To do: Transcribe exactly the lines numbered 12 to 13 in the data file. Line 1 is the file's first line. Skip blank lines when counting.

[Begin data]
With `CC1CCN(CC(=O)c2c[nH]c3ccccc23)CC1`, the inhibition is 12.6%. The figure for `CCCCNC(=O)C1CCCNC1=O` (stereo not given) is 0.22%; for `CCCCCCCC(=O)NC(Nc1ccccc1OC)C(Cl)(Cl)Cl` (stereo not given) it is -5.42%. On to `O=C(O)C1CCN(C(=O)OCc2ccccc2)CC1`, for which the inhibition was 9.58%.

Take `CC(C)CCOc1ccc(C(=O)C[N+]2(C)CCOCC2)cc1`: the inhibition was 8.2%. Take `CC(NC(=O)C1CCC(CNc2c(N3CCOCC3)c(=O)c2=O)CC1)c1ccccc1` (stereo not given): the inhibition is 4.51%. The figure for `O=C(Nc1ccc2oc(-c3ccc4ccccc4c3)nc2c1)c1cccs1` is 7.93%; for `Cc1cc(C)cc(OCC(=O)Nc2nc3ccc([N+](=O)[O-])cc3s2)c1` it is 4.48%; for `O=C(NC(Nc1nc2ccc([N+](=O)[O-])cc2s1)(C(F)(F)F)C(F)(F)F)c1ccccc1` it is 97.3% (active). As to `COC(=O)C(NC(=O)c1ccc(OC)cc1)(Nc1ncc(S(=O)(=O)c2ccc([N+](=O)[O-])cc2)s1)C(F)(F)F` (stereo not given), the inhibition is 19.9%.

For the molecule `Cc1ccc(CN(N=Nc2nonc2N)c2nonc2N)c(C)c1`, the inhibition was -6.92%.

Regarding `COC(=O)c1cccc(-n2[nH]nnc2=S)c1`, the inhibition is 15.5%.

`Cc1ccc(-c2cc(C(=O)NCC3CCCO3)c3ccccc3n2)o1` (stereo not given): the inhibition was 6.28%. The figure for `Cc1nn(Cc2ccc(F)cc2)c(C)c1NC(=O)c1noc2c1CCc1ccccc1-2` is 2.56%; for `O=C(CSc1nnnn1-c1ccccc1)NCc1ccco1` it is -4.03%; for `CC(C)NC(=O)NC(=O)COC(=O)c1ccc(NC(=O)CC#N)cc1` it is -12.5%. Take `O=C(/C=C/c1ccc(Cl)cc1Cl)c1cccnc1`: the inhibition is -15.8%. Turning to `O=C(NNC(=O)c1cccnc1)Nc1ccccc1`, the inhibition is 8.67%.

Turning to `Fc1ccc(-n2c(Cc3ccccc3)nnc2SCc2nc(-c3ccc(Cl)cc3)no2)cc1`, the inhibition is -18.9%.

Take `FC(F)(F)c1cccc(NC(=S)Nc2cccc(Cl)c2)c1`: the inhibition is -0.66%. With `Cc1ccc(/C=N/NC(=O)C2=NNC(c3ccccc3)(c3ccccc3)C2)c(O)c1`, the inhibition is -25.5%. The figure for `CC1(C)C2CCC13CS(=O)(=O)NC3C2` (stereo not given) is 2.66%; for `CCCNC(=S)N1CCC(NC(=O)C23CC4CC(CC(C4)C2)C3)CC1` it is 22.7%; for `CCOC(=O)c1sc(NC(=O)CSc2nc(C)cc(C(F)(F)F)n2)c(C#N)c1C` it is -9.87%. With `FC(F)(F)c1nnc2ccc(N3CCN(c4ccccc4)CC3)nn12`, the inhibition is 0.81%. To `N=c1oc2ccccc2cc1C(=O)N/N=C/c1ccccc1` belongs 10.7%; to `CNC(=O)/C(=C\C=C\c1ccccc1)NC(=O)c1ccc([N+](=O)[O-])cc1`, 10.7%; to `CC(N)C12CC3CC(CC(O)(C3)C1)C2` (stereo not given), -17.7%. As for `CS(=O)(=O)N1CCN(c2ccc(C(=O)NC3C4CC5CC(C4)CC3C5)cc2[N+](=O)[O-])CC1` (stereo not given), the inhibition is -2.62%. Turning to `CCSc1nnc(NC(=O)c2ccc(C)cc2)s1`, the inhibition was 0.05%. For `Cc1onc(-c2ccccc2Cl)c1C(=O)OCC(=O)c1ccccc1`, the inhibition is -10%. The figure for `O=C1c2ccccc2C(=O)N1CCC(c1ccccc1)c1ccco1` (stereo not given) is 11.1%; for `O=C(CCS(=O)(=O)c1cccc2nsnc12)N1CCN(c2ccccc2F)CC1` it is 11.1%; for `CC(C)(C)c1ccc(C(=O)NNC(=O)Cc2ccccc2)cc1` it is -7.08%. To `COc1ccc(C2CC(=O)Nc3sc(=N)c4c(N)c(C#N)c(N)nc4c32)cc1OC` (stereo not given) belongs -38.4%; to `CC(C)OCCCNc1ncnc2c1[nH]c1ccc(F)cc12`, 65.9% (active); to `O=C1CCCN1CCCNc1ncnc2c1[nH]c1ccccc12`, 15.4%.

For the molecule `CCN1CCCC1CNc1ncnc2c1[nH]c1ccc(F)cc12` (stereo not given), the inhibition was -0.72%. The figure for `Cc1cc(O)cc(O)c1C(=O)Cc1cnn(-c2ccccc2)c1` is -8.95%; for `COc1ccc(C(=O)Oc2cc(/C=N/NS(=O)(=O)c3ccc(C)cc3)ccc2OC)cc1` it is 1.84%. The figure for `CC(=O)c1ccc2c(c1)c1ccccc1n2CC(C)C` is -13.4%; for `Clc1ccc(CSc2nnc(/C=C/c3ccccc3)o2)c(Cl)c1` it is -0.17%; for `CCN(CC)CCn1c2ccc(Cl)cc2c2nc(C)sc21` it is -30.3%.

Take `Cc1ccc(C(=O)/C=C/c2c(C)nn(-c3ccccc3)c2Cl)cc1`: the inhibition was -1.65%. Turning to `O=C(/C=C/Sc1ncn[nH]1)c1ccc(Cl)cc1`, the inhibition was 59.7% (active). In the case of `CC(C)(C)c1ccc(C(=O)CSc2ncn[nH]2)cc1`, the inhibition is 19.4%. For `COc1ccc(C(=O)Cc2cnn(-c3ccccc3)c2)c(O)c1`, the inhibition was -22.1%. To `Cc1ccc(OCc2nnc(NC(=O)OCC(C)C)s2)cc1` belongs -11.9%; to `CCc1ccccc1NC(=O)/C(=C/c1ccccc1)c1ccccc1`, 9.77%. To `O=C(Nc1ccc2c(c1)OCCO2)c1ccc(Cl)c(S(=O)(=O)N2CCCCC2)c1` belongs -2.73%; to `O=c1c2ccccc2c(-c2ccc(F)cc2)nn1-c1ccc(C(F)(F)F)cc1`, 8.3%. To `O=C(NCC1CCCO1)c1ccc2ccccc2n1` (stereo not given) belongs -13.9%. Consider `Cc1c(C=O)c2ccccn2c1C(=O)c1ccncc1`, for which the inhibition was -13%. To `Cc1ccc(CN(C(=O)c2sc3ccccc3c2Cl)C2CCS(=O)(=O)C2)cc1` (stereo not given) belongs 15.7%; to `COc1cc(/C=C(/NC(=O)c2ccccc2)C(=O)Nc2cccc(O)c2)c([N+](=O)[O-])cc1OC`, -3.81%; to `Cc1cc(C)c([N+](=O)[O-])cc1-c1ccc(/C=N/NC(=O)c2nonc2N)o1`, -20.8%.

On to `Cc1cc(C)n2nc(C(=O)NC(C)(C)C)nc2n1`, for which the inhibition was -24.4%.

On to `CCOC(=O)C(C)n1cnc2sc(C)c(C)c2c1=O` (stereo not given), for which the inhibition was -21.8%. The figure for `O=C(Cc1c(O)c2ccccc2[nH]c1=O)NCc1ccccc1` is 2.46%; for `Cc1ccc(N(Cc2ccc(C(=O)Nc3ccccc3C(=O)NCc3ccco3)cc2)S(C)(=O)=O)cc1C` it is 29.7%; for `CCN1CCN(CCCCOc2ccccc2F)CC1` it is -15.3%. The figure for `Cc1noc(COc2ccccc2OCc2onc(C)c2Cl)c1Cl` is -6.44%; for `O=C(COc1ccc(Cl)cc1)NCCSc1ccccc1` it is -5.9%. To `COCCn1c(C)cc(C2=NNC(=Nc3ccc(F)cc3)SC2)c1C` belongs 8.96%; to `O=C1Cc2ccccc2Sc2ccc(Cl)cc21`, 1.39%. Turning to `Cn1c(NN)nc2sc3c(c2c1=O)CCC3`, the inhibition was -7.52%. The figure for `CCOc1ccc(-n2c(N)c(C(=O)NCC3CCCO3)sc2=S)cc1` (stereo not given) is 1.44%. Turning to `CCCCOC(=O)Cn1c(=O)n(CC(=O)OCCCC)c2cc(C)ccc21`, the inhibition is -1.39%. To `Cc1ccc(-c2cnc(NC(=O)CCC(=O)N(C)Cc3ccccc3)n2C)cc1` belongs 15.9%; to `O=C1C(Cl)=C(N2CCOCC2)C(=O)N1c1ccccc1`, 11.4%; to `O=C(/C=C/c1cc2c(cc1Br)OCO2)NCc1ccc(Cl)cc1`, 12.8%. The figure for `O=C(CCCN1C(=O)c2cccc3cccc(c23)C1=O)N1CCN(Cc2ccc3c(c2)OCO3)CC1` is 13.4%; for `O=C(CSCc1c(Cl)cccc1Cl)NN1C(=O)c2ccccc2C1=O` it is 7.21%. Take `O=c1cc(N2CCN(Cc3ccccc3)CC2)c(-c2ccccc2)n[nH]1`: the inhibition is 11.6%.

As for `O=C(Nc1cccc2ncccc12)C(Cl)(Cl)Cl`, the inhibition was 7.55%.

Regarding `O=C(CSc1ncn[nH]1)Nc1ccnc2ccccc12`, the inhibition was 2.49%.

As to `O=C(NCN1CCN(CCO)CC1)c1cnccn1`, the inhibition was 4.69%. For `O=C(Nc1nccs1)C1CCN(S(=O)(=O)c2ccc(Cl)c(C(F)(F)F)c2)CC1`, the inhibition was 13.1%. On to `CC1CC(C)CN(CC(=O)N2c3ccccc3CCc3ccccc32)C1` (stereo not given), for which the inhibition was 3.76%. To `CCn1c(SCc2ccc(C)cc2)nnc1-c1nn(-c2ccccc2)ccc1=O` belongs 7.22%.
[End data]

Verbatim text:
As for `O=C(Nc1cccc2ncccc12)C(Cl)(Cl)Cl`, the inhibition was 7.55%.

Regarding `O=C(CSc1ncn[nH]1)Nc1ccnc2ccccc12`, the inhibition was 2.49%.